Making Up Fake Games To Improve Understanding Of Themes

When I was playing chess as a child, one of my favorite things to do, especially before my father found out about the existence of chess clubs and we started attending a local one when I was ten years old, was to make up fake games in order to enjoy seeing interesting play using some idea. In particular, it is useful to see how one can win using an idea, against, of course, less than perfect defense. Back in the day, one could use books or magazines to find collections of games to sudy, and but there was no way to search efficiently for exactly what one was looking for. Today computer databases and sophisticated search programs and even query languages enable doing many kinds of research that were not possible 30 years ago.

Doing it yourself, with computer aid

But even today, I think it is fun and instructive to make up one’s own fake games. And there are better ways to make more realistic fake games, thanks to computers. In the past, if you were not already a master (or even if you were), there was no guarantee about the quality of your invented game. Maybe you created a fantasy game featuring an attack, but weren’t sure whether it was sound at all.

There are many ways today to create fantasy games that can serve different purposes. One can still make up a fantasy game without any computer aid, and then check it, for example. Or you can rely on light aid, not checking every move. Or, if you are true computer geek, you can automatically generate games by programming an engine to choose 2nd or 3rd best moves (according to its evaluation function), or some weighted random distribution. There are all sorts of things one could do. As a non-professional chess player, I don’t do any of the really fancy things that one could do; I’m just pointing out that one could do them.

For instruction

Recently I came across a beautiful game by Steinitz in Bruce Pandolfini’s Chess Cafe column, in which he crushed the French Defense using his own variation against it (Steinitz-Sellman, Baltimore 1885). It turns out that I have been helping a student understand the French Defense and its thematic ideas, so I assigned this game for study. But I also immediately felt that I should have him understand that of course Black went wrong in various places, and playing the French Defense does not simply mean lying down and losing with an inactive light-squared Bishop. So I wanted to also give him a game in which it was Black who played thematically and well. But I wanted full control over the nature of the game, so I decided that instead of looking for some game that fit my parameters, I would invent one, with a bit of computer aid. This is the first time I’ve invented a fantasy game since my childhood! Maybe I should do this more often.

In the following game, I generated it simply by choosing “plausible” but poor moves by White, letting a chess engine generate reasonable-looking continuations (I did not always take the first choice, especially in light of its difficulty in fully understanding the closed positions in the French), and then myself interpreting the game in human-oriented positional and tactical terms. In some decision points I deliberately allowed the game to take particular directions.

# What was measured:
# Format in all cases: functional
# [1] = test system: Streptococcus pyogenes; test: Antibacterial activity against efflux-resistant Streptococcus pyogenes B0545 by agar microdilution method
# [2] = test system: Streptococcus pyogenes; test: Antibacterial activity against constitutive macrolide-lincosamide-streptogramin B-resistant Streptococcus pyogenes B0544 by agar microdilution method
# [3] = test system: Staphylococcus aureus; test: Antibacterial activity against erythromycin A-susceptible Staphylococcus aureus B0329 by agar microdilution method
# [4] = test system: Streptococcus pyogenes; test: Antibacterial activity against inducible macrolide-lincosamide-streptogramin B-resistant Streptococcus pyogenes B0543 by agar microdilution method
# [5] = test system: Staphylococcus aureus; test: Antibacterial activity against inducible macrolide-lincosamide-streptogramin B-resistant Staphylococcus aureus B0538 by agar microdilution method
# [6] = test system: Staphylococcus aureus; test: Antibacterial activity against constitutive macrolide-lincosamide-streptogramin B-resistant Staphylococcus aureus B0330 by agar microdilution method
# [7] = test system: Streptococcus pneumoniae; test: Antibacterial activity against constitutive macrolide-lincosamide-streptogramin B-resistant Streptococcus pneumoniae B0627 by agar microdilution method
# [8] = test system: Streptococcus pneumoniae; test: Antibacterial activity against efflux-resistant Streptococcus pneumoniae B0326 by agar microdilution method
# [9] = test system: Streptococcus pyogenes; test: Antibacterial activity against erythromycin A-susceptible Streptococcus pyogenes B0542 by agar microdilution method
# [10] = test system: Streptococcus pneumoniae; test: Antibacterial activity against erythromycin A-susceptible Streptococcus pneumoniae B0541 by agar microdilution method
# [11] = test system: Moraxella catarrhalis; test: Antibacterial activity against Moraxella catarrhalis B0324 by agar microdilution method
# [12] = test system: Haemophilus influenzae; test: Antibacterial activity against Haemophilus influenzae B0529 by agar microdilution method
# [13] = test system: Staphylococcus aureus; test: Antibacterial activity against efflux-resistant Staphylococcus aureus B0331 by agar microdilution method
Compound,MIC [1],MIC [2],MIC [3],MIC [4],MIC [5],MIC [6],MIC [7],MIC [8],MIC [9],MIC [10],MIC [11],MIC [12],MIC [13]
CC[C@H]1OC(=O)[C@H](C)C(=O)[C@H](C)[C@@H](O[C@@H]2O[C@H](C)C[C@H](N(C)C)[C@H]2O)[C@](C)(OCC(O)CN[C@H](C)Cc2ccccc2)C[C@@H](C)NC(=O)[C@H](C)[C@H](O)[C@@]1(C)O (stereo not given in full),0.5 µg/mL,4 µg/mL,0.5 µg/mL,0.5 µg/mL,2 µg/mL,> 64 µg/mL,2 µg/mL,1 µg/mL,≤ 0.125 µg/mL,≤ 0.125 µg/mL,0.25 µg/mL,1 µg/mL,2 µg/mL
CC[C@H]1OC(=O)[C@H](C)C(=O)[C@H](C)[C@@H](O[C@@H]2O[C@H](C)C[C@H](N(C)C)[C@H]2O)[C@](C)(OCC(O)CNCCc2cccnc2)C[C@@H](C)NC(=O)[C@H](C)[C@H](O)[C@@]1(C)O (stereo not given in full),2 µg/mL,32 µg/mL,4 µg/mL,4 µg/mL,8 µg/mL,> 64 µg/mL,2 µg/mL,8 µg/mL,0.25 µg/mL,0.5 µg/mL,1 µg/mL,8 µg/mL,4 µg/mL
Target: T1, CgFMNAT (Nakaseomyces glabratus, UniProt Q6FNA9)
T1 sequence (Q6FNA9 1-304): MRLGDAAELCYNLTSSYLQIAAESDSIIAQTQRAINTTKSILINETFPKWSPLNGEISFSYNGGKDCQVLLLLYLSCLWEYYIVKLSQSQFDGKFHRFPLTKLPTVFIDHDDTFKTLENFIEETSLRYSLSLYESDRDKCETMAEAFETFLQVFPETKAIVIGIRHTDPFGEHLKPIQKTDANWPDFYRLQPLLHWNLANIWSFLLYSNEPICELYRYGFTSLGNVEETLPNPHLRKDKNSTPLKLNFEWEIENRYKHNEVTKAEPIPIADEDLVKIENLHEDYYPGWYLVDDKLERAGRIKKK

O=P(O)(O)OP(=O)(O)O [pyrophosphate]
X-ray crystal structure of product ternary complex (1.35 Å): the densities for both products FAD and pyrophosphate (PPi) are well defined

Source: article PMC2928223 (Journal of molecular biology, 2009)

Themes the game allowed me to illustrate:

  • The importance of the dark diagonal from a7 to g1 that White relinquished early in the opening.
  • The danger of passive Bishop and Knight deployment by White in light of the opening configuration (with Queen on e2 and Bishop unable to get to e3) and the desire to castle King side (another illustrative game would show the dangers of castling Queen side given Black’s a6/b5/b4 plans).
  • Black’s timely attack on White’s center using f6.
  • Use of the half-open f file, including a thematic exchange sacrifice on f3 to break through.
  • Black’s successful deployment of the “French” light Bishop to d7 and then on both wings to b5 and also back to e8 where it was ready to go to the King side.

Not bad for a mostly-generated game!

The main caveat I offer is that the computer is not useful in the opening unless you already know the long-term themes, because, for example, it does always realize how poor the “French” light Bishop is until too late; in many lines it wanted to play b5 and Bb7, which just goes along with White’s plan that Steinitz came up with in the 1800s! This could be the topic of another article.

Franklin Chen

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About Franklin Chen

Franklin Chen is a United States Chess Federation National Master. Outside his work as a software developer, he also teaches chess and is a member of the Pittsburgh Chess Club in Pennsylvania, USA. He began playing in chess tournaments at age 10 when his father started playing in them himself but retired after five years, taking two decades off until returning to chess as an adult at age 35 in order to continue improving where he left off. He won his first adult chess tournaments including the 2006 PA State Game/29 and Action Chess Championships, and finally achieved the US National Master title at age 45. He is dedicated to the process of continual improvement, and is fascinated by the practical psychology and philosophy of human competition and personal self-mastery. Franklin has a blog about software development, The Conscientious Programmer and a personal blog where he writes about everything else, including his recent journey as an adult improver in playing music.